Well, somehow, the fever dream that was the 2020 election cycle is about to ramp up yet again. Personally, we’re not ready for endless commercials, cold calls, or endless smear campaigns.
We’d rather teach a dog how to code or attempt to car-dance to NPR.
We’d rather help you navigate the treachery that can be running a business during an election year- because while personally, we are in crisis over the prospect of debate performances and deciding where to put our future “I voted” stickers, as a business, we are more than ready to help.
When it comes to how politically demonstrative you should be, there are really two main (and obvious) answers: do and don’t. And both are going to be decided purely based on the context of who you are as a business, your team, and what you sell.
Shout it Loud and Proud
If you know your product resonates with a certain audience and are confident that your audience appreciates and is drawn to you in part because of your political ideals, then by all means, declare your stance.
In fact, if your research is good, definitively choosing a side could help bolster your sales, especially as we get closer to Election Day. Showcasing deals where certain percentages will be donated to your candidate(s) of choice could be a good promotion, as well as helpful in overtly determining the success of political stance as a sales tactic.
A few things to keep in mind, however: people tend to view most businesses as neutral entities, so even if you’ve got a vocal percentage of buyers, you likely have more “quiet” customers who aren’t super into politics; in fact, they might be turned off by a display of politicism.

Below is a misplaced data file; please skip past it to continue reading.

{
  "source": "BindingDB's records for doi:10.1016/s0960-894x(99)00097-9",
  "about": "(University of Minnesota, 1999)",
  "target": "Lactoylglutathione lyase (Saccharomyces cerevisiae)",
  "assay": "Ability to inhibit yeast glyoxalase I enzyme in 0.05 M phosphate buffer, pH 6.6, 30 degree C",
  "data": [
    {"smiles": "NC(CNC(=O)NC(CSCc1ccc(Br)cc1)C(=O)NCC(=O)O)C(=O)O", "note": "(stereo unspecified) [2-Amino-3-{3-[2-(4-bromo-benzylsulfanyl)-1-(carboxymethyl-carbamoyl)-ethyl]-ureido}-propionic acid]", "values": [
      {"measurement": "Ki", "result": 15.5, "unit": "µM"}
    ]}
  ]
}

This could also create a more divisive workplace if some of your employees are also less obvious about their political affiliations and/or are less passionate about politics.
Overall, just read the room. If you’ve designed a workplace that is explicitly open in terms of both client and employee political affiliation, and you feel it’s important (and potentially beneficial) to declare your company’s stance, then that’s your call to make.
You are Switzerland
In case you haven’t noticed, we’ve been very careful throughout this post not to affiliate ourselves with any political agenda.
That’s because we tend to be of the mind that, especially in an overwhelmingly politicized world, your business should offer your clients a neutral space.
Again, it’s going to be your call at the end of the day, but by enabling an attitude of inclusivity, you not only open yourself up to a bigger pool of potential customers, but you actually make working with you more attractive because you’re one less advertisement or poll collector impeding on your client’s day.
By July, your customers are going to be so burned out by all things political that the last thing they’re going to want to do is listen to your spiel of political devotion when they’re just trying to book an appointment or purchase what you’re selling.
In short, is it beneficial for a business to exist within the realm of the political? Probably not.
Again, unless what you’re selling is hyper-specific to one side of the spectrum, or you know for facts that your clientele and team value your political affiliation as part of your business relationship, it’s not really your place to declare either way.
Our clients don’t work with us because we vote one way or the other– they work with us because we’re a talented marketing agency and because the working relationships we cultivate are based on trust and respect, regardless of political affiliation.
In a world that wants you to believe that we are utterly polarized and that to disagree means to hate, we at The Relish Jar prefer to go the other way.
Turns out, mutual respect and neutral unity are good for business.
Who’s gonna tell everyone running for office?